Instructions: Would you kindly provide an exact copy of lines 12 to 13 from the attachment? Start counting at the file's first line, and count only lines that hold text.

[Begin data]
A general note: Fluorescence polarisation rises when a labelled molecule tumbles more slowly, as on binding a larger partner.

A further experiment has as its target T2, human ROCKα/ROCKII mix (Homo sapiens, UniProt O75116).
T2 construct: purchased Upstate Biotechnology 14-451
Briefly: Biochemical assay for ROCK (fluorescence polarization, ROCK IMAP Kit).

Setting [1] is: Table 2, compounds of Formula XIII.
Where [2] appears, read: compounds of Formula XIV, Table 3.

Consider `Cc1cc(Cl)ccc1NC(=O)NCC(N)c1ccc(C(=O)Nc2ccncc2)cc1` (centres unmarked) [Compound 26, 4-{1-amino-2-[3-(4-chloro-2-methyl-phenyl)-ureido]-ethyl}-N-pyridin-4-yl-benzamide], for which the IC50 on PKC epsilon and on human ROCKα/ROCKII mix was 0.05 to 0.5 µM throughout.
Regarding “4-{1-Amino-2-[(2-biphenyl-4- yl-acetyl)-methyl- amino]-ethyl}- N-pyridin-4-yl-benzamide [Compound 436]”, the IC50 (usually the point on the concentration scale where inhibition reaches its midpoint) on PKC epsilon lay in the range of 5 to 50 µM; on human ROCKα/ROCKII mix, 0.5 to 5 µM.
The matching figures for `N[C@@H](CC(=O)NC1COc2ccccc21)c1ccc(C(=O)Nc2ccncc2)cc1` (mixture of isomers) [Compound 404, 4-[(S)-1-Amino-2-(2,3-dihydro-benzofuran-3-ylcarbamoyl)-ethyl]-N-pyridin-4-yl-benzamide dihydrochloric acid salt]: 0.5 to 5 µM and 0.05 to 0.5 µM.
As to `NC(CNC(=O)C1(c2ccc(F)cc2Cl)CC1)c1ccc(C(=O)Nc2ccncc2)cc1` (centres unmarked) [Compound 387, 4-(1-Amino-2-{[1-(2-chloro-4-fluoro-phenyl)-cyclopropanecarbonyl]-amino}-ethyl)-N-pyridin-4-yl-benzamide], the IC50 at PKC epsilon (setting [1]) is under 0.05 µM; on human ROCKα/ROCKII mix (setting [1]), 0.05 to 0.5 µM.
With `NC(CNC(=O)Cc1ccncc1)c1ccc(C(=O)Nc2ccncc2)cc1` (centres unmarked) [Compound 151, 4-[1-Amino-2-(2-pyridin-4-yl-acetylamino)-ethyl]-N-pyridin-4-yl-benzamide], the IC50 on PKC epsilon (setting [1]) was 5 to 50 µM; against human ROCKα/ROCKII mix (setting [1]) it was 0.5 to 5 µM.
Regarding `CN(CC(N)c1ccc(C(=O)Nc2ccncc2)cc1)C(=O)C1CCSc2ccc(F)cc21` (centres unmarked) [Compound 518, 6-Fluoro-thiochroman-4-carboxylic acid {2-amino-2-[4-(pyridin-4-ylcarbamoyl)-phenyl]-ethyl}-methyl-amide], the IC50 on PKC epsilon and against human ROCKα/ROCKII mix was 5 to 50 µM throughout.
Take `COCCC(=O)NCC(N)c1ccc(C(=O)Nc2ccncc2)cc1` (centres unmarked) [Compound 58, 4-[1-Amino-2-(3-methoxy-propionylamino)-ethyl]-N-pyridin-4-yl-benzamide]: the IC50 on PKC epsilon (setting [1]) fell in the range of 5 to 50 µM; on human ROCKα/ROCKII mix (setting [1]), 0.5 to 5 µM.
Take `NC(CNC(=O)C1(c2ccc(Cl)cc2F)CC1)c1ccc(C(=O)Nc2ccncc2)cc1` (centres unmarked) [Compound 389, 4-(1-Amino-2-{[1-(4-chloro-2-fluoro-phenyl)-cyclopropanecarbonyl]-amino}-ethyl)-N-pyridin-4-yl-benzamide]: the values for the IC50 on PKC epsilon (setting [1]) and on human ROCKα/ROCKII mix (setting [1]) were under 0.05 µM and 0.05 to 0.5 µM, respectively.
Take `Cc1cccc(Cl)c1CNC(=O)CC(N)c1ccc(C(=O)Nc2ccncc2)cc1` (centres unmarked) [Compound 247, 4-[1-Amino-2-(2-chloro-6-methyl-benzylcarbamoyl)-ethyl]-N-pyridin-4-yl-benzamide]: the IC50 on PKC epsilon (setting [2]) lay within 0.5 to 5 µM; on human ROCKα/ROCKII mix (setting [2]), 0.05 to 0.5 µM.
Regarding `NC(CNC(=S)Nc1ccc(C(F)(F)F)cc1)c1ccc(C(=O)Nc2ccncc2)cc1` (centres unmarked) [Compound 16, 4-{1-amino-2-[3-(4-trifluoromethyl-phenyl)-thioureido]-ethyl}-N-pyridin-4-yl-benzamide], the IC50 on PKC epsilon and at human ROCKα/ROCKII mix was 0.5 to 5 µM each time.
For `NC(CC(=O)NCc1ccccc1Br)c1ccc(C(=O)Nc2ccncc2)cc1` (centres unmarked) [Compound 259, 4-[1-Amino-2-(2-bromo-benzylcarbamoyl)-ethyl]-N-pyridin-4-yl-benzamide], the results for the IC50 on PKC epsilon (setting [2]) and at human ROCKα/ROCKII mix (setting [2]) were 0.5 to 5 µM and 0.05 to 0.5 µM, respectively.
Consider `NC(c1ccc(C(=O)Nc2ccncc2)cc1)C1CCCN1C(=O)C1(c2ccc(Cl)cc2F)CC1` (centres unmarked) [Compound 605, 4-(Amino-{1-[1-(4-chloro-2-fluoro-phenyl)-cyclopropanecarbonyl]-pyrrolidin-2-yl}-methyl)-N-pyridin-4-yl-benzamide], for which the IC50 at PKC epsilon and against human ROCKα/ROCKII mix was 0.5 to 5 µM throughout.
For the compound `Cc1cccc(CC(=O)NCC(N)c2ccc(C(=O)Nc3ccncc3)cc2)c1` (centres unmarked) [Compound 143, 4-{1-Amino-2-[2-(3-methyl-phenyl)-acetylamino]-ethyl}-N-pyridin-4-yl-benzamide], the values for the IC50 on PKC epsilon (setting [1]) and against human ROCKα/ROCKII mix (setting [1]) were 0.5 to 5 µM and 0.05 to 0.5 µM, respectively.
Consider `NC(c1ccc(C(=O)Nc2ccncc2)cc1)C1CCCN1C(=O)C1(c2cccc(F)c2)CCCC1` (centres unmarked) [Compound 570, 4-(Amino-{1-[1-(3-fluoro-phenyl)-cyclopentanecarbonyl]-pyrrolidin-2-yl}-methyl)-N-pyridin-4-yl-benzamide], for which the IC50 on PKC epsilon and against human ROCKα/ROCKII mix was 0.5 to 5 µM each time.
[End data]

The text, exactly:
Regarding `CN(CC(N)c1ccc(C(=O)Nc2ccncc2)cc1)C(=O)C1CCSc2ccc(F)cc21` (centres unmarked) [Compound 518, 6-Fluoro-thiochroman-4-carboxylic acid {2-amino-2-[4-(pyridin-4-ylcarbamoyl)-phenyl]-ethyl}-methyl-amide], the IC50 on PKC epsilon and against human ROCKα/ROCKII mix was 5 to 50 µM throughout.
Take `COCCC(=O)NCC(N)c1ccc(C(=O)Nc2ccncc2)cc1` (centres unmarked) [Compound 58, 4-[1-Amino-2-(3-methoxy-propionylamino)-ethyl]-N-pyridin-4-yl-benzamide]: the IC50 on PKC epsilon (setting [1]) fell in the range of 5 to 50 µM; on human ROCKα/ROCKII mix (setting [1]), 0.5 to 5 µM.